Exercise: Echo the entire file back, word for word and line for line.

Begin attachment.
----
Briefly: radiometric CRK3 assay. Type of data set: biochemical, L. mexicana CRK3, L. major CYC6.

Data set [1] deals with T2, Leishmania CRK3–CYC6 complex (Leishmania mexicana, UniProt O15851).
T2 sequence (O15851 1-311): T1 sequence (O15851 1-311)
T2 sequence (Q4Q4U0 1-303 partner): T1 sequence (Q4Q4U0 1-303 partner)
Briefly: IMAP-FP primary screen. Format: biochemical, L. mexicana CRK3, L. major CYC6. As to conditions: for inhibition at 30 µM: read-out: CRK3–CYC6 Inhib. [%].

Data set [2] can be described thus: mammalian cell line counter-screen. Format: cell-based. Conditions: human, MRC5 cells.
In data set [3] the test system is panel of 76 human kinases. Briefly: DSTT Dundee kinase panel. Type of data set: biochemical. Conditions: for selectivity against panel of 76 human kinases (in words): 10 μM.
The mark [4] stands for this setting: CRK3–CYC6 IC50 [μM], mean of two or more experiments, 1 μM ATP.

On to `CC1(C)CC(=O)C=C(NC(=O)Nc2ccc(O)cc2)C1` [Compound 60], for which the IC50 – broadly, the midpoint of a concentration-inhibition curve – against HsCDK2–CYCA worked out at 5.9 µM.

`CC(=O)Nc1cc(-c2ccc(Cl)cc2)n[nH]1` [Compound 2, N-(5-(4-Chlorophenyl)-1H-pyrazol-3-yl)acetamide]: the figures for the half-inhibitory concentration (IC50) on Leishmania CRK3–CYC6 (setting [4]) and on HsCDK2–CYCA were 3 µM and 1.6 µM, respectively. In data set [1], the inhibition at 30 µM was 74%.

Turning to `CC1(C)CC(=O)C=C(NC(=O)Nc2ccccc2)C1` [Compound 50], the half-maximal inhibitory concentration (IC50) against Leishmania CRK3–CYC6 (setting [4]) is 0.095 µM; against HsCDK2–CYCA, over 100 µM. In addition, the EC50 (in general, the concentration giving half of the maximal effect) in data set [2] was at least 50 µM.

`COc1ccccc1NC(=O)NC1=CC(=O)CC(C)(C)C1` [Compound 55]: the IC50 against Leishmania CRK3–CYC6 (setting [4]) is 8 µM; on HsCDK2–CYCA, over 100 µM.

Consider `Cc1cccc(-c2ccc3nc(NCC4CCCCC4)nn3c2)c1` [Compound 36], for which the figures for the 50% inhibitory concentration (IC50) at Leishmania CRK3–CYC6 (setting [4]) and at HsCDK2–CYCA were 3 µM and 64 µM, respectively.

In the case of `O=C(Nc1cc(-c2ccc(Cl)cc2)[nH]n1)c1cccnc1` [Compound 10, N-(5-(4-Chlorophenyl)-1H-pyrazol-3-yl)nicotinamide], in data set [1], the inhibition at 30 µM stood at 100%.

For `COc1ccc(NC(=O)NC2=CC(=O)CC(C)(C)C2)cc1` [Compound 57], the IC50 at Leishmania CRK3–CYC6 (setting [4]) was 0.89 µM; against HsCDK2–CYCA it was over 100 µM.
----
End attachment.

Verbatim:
Briefly: radiometric CRK3 assay. Type of data set: biochemical, L. mexicana CRK3, L. major CYC6.

Data set [1] deals with T2, Leishmania CRK3–CYC6 complex (Leishmania mexicana, UniProt O15851).
T2 sequence (O15851 1-311): T1 sequence (O15851 1-311)
T2 sequence (Q4Q4U0 1-303 partner): T1 sequence (Q4Q4U0 1-303 partner)
Briefly: IMAP-FP primary screen. Format: biochemical, L. mexicana CRK3, L. major CYC6. As to conditions: for inhibition at 30 µM: read-out: CRK3–CYC6 Inhib. [%].

Data set [2] can be described thus: mammalian cell line counter-screen. Format: cell-based. Conditions: human, MRC5 cells.
In data set [3] the test system is panel of 76 human kinases. Briefly: DSTT Dundee kinase panel. Type of data set: biochemical. Conditions: for selectivity against panel of 76 human kinases (in words): 10 μM.
The mark [4] stands for this setting: CRK3–CYC6 IC50 [μM], mean of two or more experiments, 1 μM ATP.

On to `CC1(C)CC(=O)C=C(NC(=O)Nc2ccc(O)cc2)C1` [Compound 60], for which the IC50 – broadly, the midpoint of a concentration-inhibition curve – against HsCDK2–CYCA worked out at 5.9 µM.

`CC(=O)Nc1cc(-c2ccc(Cl)cc2)n[nH]1` [Compound 2, N-(5-(4-Chlorophenyl)-1H-pyrazol-3-yl)acetamide]: the figures for the half-inhibitory concentration (IC50) on Leishmania CRK3–CYC6 (setting [4]) and on HsCDK2–CYCA were 3 µM and 1.6 µM, respectively. In data set [1], the inhibition at 30 µM was 74%.

Turning to `CC1(C)CC(=O)C=C(NC(=O)Nc2ccccc2)C1` [Compound 50], the half-maximal inhibitory concentration (IC50) against Leishmania CRK3–CYC6 (setting [4]) is 0.095 µM; against HsCDK2–CYCA, over 100 µM. In addition, the EC50 (in general, the concentration giving half of the maximal effect) in data set [2] was at least 50 µM.

`COc1ccccc1NC(=O)NC1=CC(=O)CC(C)(C)C1` [Compound 55]: the IC50 against Leishmania CRK3–CYC6 (setting [4]) is 8 µM; on HsCDK2–CYCA, over 100 µM.

Consider `Cc1cccc(-c2ccc3nc(NCC4CCCCC4)nn3c2)c1` [Compound 36], for which the figures for the 50% inhibitory concentration (IC50) at Leishmania CRK3–CYC6 (setting [4]) and at HsCDK2–CYCA were 3 µM and 64 µM, respectively.

In the case of `O=C(Nc1cc(-c2ccc(Cl)cc2)[nH]n1)c1cccnc1` [Compound 10, N-(5-(4-Chlorophenyl)-1H-pyrazol-3-yl)nicotinamide], in data set [1], the inhibition at 30 µM stood at 100%.

For `COc1ccc(NC(=O)NC2=CC(=O)CC(C)(C)C2)cc1` [Compound 57], the IC50 at Leishmania CRK3–CYC6 (setting [4]) was 0.89 µM; against HsCDK2–CYCA it was over 100 µM.